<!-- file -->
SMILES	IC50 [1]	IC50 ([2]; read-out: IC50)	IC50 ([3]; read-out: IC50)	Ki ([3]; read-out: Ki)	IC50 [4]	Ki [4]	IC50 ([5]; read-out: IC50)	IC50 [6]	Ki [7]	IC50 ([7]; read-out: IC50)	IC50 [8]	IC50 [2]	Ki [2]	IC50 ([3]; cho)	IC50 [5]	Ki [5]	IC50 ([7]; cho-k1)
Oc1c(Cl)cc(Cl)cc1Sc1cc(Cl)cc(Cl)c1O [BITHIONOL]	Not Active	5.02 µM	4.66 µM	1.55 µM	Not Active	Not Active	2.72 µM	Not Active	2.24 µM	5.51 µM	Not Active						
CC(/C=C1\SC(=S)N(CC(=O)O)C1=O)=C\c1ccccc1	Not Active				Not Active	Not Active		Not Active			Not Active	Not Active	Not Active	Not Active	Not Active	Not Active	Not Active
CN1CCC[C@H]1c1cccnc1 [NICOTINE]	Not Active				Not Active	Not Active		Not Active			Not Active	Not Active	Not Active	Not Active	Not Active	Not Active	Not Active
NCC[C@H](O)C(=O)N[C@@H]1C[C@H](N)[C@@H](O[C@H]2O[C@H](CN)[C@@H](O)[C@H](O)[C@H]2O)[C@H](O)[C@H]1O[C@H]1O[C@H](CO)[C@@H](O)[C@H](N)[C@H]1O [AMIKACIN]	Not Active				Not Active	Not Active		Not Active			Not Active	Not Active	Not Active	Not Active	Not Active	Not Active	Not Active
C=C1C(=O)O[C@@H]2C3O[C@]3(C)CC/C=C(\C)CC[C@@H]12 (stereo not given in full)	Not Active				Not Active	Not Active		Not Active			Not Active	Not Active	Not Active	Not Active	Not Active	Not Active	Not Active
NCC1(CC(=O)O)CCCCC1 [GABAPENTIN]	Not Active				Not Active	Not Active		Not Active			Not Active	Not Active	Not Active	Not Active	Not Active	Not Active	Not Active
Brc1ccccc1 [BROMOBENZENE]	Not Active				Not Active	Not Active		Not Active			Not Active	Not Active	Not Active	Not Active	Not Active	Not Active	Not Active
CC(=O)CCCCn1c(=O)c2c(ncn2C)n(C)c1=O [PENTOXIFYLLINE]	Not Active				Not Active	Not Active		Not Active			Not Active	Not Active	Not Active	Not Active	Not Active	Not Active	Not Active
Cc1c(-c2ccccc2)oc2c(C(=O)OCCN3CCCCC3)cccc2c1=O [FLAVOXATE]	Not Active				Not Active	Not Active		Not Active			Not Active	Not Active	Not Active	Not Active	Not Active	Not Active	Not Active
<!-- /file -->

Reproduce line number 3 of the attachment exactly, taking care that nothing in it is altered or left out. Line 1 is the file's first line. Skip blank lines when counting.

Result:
CC(/C=C1\SC(=S)N(CC(=O)O)C1=O)=C\c1ccccc1	Not Active				Not Active	Not Active		Not Active			Not Active	Not Active	Not Active	Not Active	Not Active	Not Active	Not Active